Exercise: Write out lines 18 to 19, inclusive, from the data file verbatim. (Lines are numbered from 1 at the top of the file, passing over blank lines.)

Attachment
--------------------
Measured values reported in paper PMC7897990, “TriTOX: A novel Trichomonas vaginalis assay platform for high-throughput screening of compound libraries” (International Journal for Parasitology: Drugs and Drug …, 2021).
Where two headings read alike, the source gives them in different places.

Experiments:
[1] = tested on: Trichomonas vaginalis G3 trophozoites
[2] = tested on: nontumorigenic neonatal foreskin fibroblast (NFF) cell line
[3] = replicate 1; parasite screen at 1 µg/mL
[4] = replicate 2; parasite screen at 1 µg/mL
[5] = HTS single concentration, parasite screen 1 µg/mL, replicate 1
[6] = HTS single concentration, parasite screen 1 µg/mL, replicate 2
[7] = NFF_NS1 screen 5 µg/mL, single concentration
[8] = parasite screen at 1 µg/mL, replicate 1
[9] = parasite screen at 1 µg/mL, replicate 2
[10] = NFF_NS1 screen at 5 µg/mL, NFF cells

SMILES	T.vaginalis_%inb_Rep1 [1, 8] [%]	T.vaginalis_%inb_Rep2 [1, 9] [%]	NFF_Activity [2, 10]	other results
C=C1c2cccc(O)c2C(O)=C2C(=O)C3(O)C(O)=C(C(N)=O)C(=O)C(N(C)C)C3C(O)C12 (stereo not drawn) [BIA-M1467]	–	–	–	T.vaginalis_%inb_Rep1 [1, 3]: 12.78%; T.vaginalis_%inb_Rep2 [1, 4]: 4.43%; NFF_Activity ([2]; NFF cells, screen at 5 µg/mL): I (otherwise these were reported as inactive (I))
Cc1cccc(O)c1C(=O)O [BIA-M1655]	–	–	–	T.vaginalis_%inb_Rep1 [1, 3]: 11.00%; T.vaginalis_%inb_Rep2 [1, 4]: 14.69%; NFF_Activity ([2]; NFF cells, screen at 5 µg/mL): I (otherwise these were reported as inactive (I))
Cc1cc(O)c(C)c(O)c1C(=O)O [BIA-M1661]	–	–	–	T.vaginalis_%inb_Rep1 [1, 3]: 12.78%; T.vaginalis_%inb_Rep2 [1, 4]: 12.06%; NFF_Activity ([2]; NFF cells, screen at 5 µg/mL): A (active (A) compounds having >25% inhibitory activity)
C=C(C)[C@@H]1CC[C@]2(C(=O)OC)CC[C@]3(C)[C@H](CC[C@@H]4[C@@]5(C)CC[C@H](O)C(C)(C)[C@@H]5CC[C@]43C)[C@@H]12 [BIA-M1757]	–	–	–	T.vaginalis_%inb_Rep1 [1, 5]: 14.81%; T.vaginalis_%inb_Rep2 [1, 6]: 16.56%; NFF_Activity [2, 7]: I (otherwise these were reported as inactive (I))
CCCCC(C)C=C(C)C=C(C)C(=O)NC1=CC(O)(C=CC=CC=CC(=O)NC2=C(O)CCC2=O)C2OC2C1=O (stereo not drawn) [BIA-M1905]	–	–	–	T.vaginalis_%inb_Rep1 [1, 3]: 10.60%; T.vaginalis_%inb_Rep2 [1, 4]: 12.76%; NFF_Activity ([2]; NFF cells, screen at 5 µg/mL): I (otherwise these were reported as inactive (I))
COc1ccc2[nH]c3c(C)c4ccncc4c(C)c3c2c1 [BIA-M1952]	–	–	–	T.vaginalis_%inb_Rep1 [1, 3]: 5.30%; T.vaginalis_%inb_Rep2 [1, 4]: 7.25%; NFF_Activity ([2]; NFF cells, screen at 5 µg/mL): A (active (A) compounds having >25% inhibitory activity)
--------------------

C=C(C)[C@@H]1CC[C@]2(C(=O)OC)CC[C@]3(C)[C@H](CC[C@@H]4[C@@]5(C)CC[C@H](O)C(C)(C)[C@@H]5CC[C@]43C)[C@@H]12 [BIA-M1757]	–	–	–	T.vaginalis_%inb_Rep1 [1, 5]: 14.81%; T.vaginalis_%inb_Rep2 [1, 6]: 16.56%; NFF_Activity [2, 7]: I (otherwise these were reported as inactive (I))
CCCCC(C)C=C(C)C=C(C)C(=O)NC1=CC(O)(C=CC=CC=CC(=O)NC2=C(O)CCC2=O)C2OC2C1=O (stereo not drawn) [BIA-M1905]	–	–	–	T.vaginalis_%inb_Rep1 [1, 3]: 10.60%; T.vaginalis_%inb_Rep2 [1, 4]: 12.76%; NFF_Activity ([2]; NFF cells, screen at 5 µg/mL): I (otherwise these were reported as inactive (I))